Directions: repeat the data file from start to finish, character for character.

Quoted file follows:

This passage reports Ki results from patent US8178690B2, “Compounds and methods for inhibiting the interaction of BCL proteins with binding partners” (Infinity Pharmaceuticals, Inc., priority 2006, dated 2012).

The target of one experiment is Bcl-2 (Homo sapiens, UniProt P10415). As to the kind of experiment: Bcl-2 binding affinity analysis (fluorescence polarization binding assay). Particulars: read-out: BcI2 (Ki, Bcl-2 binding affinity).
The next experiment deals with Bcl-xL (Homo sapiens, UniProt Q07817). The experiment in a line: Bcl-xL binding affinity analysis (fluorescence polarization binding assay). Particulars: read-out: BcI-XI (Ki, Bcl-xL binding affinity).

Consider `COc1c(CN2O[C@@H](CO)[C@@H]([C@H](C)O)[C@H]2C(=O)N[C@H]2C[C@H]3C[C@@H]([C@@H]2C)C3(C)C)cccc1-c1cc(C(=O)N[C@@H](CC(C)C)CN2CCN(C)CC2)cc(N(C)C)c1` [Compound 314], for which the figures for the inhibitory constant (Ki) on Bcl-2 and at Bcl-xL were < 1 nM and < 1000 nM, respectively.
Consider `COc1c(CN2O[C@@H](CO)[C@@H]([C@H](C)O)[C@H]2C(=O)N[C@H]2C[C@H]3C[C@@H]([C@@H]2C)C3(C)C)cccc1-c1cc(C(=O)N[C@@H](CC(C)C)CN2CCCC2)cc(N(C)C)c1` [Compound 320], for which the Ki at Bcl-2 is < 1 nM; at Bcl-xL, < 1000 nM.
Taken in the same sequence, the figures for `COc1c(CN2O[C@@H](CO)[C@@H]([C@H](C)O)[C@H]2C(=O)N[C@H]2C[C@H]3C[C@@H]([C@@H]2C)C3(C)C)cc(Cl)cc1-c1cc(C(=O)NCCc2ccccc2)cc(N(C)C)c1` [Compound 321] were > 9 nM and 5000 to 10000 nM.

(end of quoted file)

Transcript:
This passage reports Ki results from patent US8178690B2, “Compounds and methods for inhibiting the interaction of BCL proteins with binding partners” (Infinity Pharmaceuticals, Inc., priority 2006, dated 2012).

The target of one experiment is Bcl-2 (Homo sapiens, UniProt P10415). As to the kind of experiment: Bcl-2 binding affinity analysis (fluorescence polarization binding assay). Particulars: read-out: BcI2 (Ki, Bcl-2 binding affinity).
The next experiment deals with Bcl-xL (Homo sapiens, UniProt Q07817). The experiment in a line: Bcl-xL binding affinity analysis (fluorescence polarization binding assay). Particulars: read-out: BcI-XI (Ki, Bcl-xL binding affinity).

Consider `COc1c(CN2O[C@@H](CO)[C@@H]([C@H](C)O)[C@H]2C(=O)N[C@H]2C[C@H]3C[C@@H]([C@@H]2C)C3(C)C)cccc1-c1cc(C(=O)N[C@@H](CC(C)C)CN2CCN(C)CC2)cc(N(C)C)c1` [Compound 314], for which the figures for the inhibitory constant (Ki) on Bcl-2 and at Bcl-xL were < 1 nM and < 1000 nM, respectively.
Consider `COc1c(CN2O[C@@H](CO)[C@@H]([C@H](C)O)[C@H]2C(=O)N[C@H]2C[C@H]3C[C@@H]([C@@H]2C)C3(C)C)cccc1-c1cc(C(=O)N[C@@H](CC(C)C)CN2CCCC2)cc(N(C)C)c1` [Compound 320], for which the Ki at Bcl-2 is < 1 nM; at Bcl-xL, < 1000 nM.
Taken in the same sequence, the figures for `COc1c(CN2O[C@@H](CO)[C@@H]([C@H](C)O)[C@H]2C(=O)N[C@H]2C[C@H]3C[C@@H]([C@@H]2C)C3(C)C)cc(Cl)cc1-c1cc(C(=O)NCCc2ccccc2)cc(N(C)C)c1` [Compound 321] were > 9 nM and 5000 to 10000 nM.